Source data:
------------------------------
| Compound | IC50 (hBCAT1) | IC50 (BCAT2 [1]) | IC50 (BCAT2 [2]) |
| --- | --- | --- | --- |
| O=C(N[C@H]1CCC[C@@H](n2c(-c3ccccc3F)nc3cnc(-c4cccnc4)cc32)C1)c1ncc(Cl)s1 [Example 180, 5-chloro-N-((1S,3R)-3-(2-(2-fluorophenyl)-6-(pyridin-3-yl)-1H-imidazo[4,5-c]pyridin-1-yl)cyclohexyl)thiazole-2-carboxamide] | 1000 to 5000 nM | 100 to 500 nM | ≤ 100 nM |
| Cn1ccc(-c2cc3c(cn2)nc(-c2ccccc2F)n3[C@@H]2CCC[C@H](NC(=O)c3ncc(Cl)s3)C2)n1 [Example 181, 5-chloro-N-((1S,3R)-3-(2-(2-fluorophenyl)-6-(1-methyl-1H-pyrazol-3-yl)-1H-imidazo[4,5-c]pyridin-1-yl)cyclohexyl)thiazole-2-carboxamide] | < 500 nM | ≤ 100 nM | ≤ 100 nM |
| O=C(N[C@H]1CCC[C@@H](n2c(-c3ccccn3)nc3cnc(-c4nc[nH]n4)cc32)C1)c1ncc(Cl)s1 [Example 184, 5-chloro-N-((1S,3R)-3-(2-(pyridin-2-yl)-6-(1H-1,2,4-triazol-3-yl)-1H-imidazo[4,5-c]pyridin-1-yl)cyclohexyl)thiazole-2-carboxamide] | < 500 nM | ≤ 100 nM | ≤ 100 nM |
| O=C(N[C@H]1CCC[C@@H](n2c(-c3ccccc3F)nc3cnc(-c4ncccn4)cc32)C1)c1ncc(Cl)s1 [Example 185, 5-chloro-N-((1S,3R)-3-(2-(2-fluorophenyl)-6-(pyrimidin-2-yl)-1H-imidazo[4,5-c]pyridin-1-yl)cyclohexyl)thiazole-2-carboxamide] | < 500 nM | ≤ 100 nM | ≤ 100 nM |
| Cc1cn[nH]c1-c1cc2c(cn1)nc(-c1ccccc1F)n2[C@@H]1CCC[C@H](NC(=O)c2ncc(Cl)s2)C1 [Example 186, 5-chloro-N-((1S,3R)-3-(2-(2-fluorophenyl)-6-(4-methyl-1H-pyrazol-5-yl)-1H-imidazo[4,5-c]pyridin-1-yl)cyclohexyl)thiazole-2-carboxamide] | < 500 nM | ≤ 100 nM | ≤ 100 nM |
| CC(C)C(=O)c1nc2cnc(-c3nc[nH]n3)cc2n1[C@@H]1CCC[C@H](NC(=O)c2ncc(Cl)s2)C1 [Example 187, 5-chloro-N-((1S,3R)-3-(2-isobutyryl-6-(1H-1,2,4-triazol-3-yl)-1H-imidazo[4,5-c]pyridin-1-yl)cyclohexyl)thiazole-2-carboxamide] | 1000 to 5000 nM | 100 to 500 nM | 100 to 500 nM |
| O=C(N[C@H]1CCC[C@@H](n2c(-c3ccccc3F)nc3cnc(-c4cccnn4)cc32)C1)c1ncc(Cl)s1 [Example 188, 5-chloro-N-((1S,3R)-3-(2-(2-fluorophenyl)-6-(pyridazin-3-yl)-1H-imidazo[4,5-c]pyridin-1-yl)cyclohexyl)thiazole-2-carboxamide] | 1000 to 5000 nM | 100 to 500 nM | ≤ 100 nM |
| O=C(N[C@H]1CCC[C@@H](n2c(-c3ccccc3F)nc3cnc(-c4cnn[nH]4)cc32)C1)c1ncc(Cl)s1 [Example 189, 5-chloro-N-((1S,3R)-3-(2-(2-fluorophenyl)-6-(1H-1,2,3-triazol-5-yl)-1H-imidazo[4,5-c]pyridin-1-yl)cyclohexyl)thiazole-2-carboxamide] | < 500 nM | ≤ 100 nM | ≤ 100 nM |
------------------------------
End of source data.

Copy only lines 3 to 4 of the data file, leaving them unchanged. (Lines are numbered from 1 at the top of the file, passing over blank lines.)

| O=C(N[C@H]1CCC[C@@H](n2c(-c3ccccc3F)nc3cnc(-c4cccnc4)cc32)C1)c1ncc(Cl)s1 [Example 180, 5-chloro-N-((1S,3R)-3-(2-(2-fluorophenyl)-6-(pyridin-3-yl)-1H-imidazo[4,5-c]pyridin-1-yl)cyclohexyl)thiazole-2-carboxamide] | 1000 to 5000 nM | 100 to 500 nM | ≤ 100 nM |
| Cn1ccc(-c2cc3c(cn2)nc(-c2ccccc2F)n3[C@@H]2CCC[C@H](NC(=O)c3ncc(Cl)s3)C2)n1 [Example 181, 5-chloro-N-((1S,3R)-3-(2-(2-fluorophenyl)-6-(1-methyl-1H-pyrazol-3-yl)-1H-imidazo[4,5-c]pyridin-1-yl)cyclohexyl)thiazole-2-carboxamide] | < 500 nM | ≤ 100 nM | ≤ 100 nM |